"Double eyelid tape is literally a small strip of adhesive that you place on your eyelid to create or change your crease. For those of us not blessed with pronounced eyelid creases, this product is amazing. Read the rest

Five lateral thinking puzzles

Here are five new lateral thinking puzzles to test your wits and stump your friends -- play along with us as we try to untangle some perplexing situations using yes-or-no questions.

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How a Spanish chicken farmer became the greatest double agent of World War II

In 1941, Catalonian chicken farmer Juan Pujol made an unlikely leap into the world of international espionage, becoming a spy first for the Germans, then for the British, and rising to become one of the greatest double agents of World War II. In this week's episode of the Futility Closet podcast we'll describe Pujol's astonishing talent for deceiving the Nazis, which led one colleague to call him "the best actor in the world."

We'll also contemplate a floating Chicago and puzzle over a winding walkway.

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Con man Gregor MacGregor sent shiploads of emigrants to a place that didn't exist

In 1821, Scottish adventurer Gregor MacGregor undertook one of the most brazen scams in history: He invented a fictional Central American republic and convinced hundreds of his countrymen to invest in its development. Worse, he persuaded 250 people to set sail for this imagined utopia with dreams of starting a new life. In this week's episode of the Futility Closet podcast we'll describe the disastrous results of MacGregor's deceit.

We'll also illuminate a hermit's behavior and puzzle over Liechtenstein's flag.

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Meet the North Pond hermit, who lived alone in the Maine woods for 27 years

Without any forethought or preparation, Christopher Knight walked into the Maine woods in 1986 and lived there in complete solitude for the next 27 years, subsisting on what he was able to steal from local cabins. In this week's episode of the Futility Closet podcast we'll tell the story of the North Pond hermit, one man's attempt to divorce himself completely from civilization.

We'll also look for coded messages in crosswords and puzzle over an ineffective snake.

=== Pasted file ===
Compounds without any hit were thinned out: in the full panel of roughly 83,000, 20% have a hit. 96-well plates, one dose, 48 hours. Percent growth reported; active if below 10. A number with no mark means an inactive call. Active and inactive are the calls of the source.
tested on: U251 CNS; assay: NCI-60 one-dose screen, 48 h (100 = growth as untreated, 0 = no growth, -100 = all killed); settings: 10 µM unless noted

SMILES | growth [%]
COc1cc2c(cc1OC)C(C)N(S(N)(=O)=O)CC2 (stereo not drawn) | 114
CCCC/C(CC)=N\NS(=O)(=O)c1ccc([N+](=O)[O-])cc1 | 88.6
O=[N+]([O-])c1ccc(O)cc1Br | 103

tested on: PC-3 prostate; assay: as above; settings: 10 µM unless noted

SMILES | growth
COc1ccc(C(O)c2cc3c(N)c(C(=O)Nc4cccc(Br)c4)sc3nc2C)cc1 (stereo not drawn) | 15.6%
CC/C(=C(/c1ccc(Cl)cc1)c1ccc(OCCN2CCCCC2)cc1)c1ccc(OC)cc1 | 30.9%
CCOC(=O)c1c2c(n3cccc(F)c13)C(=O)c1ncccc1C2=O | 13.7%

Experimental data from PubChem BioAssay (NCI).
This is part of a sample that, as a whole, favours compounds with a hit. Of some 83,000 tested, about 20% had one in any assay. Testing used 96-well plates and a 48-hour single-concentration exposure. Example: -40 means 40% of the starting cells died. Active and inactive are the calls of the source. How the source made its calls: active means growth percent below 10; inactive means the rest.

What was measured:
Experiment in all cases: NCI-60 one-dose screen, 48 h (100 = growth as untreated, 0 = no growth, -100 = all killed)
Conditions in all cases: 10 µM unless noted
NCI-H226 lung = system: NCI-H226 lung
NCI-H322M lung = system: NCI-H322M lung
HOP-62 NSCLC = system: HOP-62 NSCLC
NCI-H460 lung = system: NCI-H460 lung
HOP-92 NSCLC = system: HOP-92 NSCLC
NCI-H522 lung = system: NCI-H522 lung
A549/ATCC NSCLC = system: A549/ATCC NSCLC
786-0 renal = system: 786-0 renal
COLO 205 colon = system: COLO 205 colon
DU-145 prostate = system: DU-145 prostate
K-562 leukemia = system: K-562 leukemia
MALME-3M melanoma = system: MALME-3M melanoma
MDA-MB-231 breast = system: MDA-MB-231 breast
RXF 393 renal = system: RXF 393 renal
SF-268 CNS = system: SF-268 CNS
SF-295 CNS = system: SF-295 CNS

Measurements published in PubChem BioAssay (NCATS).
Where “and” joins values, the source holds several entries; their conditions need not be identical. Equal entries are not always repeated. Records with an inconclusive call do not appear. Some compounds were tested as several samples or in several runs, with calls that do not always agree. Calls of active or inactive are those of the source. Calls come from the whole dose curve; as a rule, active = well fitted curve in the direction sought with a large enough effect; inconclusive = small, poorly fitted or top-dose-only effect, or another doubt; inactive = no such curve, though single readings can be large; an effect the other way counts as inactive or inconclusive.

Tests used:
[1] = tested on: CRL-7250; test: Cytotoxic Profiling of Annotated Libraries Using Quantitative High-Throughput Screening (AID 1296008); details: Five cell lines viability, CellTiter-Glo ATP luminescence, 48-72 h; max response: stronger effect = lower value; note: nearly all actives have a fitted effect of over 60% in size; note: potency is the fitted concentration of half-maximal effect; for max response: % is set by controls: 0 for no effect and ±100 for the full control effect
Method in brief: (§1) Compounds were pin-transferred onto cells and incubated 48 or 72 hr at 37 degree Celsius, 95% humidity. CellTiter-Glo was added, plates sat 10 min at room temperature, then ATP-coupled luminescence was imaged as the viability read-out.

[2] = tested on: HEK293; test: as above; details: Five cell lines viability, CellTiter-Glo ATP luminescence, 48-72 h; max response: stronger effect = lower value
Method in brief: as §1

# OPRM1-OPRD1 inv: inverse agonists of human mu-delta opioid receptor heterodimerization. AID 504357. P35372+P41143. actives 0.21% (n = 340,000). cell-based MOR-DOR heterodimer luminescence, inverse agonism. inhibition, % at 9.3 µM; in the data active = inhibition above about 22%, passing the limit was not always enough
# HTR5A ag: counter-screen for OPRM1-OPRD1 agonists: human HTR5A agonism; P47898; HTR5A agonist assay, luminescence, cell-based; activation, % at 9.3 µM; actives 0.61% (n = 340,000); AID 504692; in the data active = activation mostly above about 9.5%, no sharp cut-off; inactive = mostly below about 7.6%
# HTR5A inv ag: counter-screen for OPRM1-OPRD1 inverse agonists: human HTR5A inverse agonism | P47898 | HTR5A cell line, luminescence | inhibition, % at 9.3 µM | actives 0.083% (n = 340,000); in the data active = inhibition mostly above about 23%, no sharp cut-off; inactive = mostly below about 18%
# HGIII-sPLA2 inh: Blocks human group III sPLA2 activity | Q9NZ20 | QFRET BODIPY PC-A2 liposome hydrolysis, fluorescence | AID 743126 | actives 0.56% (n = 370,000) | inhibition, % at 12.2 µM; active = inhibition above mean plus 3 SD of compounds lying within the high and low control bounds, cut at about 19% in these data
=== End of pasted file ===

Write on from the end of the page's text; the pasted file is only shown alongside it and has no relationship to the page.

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Did William Wallace commit the perfect murder in 1931?

Insurance agent William Herbert Wallace had a terrible night in January 1931 -- summoned to a nonexistent address in Liverpool, he returned home to find that his wife had been murdered in his absence. An investigation seemed to show a senseless crime with no weapon, no motive, and no likely suspects. In this week's episode of the Futility Closet podcast we'll revisit the slaying of Julia Wallace, which Raymond Chandler called "the impossible murder."

We'll also recount some wobbly oaths and puzzle over an eccentric golfer.

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This mountain inspired a prison break in 1943

Stuck in an East African prison camp in 1943, Italian POW Felice Benuzzi needed a challenge to regain his sense of purpose. He made a plan that seemed crazy -- to break out of the camp, climb Mount Kenya, and break back in. In this week's episode of the Futility Closet podcast we'll follow Benuzzi and two companions as they try to climb the second-highest mountain in Africa using homemade equipment.

We'll also consider whether mirages may have doomed the Titanic and puzzle over an ineffective oath.

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In 1913, Joe Knowles set out to spend two months naked and alone in the Maine woods

In 1913 outdoorsman Joseph Knowles pledged to spend two months in the woods of northern Maine, naked and alone, using only what he was able to find in the forest. In this week's episode of the Futility Closet podcast we'll describe Knowles' adventures in the woods and the controversy that followed his return to civilization.

We'll also consider the roots of nostalgia and puzzle over some busy brothers.

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A young Marine in WWII set out to capture Japanese soldiers by convincing them to surrender

Guy Gabaldon was an untested Marine when he landed on the Pacific island of Saipan during World War II. But he decided to fight the war on his own terms, venturing alone into enemy territory and trying to convince Japanese soldiers to surrender voluntarily. In this week's episode of the Futility Closet podcast we'll follow Gabaldon's dangerous crusade and learn its surprising results.

We'll also examine Wonder Woman's erotic origins and puzzle over an elusive murderer.

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America's first serial killer built a murder castle in Chicago

When detectives arrested H.H. Holmes in 1894, they thought he was a simple con man. But they were shocked to discover that he'd been operating a bizarre Chicago hotel full of blind passageways, trapdoors, hidden chutes, and asphyxiation chambers in which he'd sadistically murdered dozens of victims. In today's show we'll follow the career of America's first documented serial killer, who headlines called "a fiend in human shape."

We'll also gape at some fireworks explosions and puzzle over an intransigent insurance company.